This was a little project I happened across last month which I decided to make for my Mum to go with the books I’d got her for Christmas. It’s a really straightforward make; if you can sew a straight line, this will be no problem.
Start with three 4” squares of fabric, two for the square and one for the corner, together with one square and a half square of interfacing.
I used iron-on interfacing which I applied to the back of one of the pair of squares and the triangle of interfacing to the front corner square. The front piece was folded in half and pressed.
The pieces were layered, square – triangle – square, pinned and sewn around with a ¼” seam allowance, leaving a gap for turning. I clipped the corners to give a neater finish once turned.
Once turned the right way out, the bookmark was pressed, turning in the seam allowance of the turning gap, and top stitched all the way around.
The finished bookmark sits neatly on the corner of the book – no more folded page corners!
A major contributing factor to my recent arm problems have been using a computer mouse at work. Admittedly, my mouse technique may have some room for improvement but a quick Google search for “computer elbow pain” reveals that ‘computer elbow’ is a thing. Symptoms are the same as tennis or golfer’s elbow, or if you’re really unfortunate, both simultaneously. I’m really unfortunate! I had heard of these two conditions but had no idea how painful they are – until now. The problem is typically caused by the repeated small, gripping movements needed when holding the mouse coupled with holding the arm in a fixed position for extended periods, often quite unconsciously. Adding to the problem is that using a conventional mouse twists the arm 90° from its natural resting position which puts further strain on the muscles and tendons in the forearm.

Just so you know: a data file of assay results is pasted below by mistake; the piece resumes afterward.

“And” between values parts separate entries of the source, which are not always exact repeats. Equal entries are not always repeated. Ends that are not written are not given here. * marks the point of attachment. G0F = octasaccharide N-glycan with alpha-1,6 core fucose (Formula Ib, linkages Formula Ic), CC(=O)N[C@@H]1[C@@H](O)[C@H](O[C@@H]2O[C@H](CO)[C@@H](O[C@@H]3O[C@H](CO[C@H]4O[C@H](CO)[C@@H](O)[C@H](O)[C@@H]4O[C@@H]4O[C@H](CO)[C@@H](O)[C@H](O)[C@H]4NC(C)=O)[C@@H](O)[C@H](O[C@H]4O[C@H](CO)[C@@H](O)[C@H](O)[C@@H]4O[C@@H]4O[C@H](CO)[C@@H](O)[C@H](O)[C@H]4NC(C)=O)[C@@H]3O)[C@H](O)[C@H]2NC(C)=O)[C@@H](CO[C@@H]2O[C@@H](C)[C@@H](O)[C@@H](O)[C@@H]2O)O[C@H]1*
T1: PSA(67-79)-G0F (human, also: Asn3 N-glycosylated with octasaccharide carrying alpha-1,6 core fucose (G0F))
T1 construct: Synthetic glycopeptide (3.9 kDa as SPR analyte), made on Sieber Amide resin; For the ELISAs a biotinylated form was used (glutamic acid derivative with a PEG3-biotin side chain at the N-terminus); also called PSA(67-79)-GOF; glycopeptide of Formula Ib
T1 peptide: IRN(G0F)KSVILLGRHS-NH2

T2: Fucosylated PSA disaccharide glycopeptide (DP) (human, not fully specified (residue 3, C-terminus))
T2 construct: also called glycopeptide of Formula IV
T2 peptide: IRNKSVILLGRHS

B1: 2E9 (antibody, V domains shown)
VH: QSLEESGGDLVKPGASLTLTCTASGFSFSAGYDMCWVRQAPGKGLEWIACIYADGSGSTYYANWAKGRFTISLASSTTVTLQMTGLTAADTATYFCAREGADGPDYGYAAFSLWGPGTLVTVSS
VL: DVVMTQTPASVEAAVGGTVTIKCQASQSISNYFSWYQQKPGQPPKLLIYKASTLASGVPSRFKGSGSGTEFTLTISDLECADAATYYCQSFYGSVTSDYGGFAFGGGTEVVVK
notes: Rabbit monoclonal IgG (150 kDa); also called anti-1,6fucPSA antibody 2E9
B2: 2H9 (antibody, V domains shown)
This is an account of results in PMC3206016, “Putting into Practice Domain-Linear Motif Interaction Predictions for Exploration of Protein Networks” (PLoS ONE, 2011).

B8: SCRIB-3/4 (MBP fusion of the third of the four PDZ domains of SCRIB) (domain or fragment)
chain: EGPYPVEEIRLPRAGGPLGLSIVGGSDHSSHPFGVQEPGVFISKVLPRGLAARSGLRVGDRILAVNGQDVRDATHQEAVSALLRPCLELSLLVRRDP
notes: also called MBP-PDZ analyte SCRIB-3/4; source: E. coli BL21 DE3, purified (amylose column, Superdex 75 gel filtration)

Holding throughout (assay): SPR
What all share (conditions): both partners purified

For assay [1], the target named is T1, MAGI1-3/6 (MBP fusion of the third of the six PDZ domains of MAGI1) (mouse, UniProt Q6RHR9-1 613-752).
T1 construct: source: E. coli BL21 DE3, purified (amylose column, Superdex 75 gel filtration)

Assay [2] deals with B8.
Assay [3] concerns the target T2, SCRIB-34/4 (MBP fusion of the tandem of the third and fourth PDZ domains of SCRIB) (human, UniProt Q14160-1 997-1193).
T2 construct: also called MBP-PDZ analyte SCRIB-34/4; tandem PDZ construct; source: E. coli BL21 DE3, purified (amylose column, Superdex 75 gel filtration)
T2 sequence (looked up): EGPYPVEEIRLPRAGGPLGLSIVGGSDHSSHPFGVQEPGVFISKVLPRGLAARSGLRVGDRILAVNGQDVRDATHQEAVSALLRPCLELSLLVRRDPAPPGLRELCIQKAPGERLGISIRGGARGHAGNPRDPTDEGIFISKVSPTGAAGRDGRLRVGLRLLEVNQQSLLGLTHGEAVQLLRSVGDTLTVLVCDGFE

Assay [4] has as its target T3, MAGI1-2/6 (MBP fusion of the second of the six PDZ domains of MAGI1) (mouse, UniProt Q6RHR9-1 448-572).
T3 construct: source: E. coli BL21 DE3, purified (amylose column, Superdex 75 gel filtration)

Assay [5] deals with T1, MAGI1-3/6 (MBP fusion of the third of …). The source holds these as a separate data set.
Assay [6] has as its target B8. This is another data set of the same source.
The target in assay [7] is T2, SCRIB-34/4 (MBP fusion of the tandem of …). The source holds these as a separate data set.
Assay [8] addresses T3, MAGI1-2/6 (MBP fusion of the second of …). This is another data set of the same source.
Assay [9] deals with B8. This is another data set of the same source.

I am in no way a medical professional but I have read a lot recently in an attempt to help myself to a) understand what’s going on inside my arm, b) recover and c) prevent a repeat of the problem. I’ve also started using my left hand for ‘mousing’ so I’m keen not to replicate the problems of my right arm in my left. An ergonomic vertical mouse seems to be the recommendation to alleviate this problem as but this isn’t a possibility at work as our mice and software in the Ops Room are not straightforward to change. This prompted me to get my thinking cap on for how to make my own portable ergonomic mouse station. More on that project next week.
My other problem was flexing my wrist to use the mouse. Many mouse mats come with an elevated wrist support so I thought I’d make a support to see if it helps. There seems to be mixed opinions regarding whether they cause more harm than good but I thought I’d try one out anyway. The main advantage I could see was that my hand would be naturally positioned over the top of the mouse and keep my wrist straight.
I started with a rectangle of fabric, folded it in half and sewed around the cut edges, leaving a gap on the long edge for stuffing.
The wrist home-made wrist supports I saw online were more of a flat cushion but as I wanted some height, I boxed the corners.
I filled it with polystyrene beads rather than rice to make it less hard as that appeared to be one of the main negative points relating to wrist supports.
If you’ve ever used polystyrene beads, you’ll know the challenge they present. They are massively affected by static so stick to EVERYTHING!!!
Once I’d wrestled enough beads into the cushion, I pinned the gap and closed with a ladder stitch.
The finished cushion elevates my wrist by about one inch and I’ve found it to be the perfect height for me. It keeps my wrist straight and it’s very comfortable.
Unfortunately, this week I have found myself needing a sling. I’ve had pain in my wrist for some time but now have pain in my elbow and muscle soreness in my upper arm too. The arm in question is my right which my dominant side so it’s quite a challenge to rest it. Whilst I await further medical treatment, I figured the best way to stop me using the arm and causing more pain was to put it in a sling. I tried the basic triangle sling out of the first aid kit but it was very uncomfortable so I decided to make my own. Fingers crossed you won’t need this but should you ever be in need of a sling, here’s how I made mine.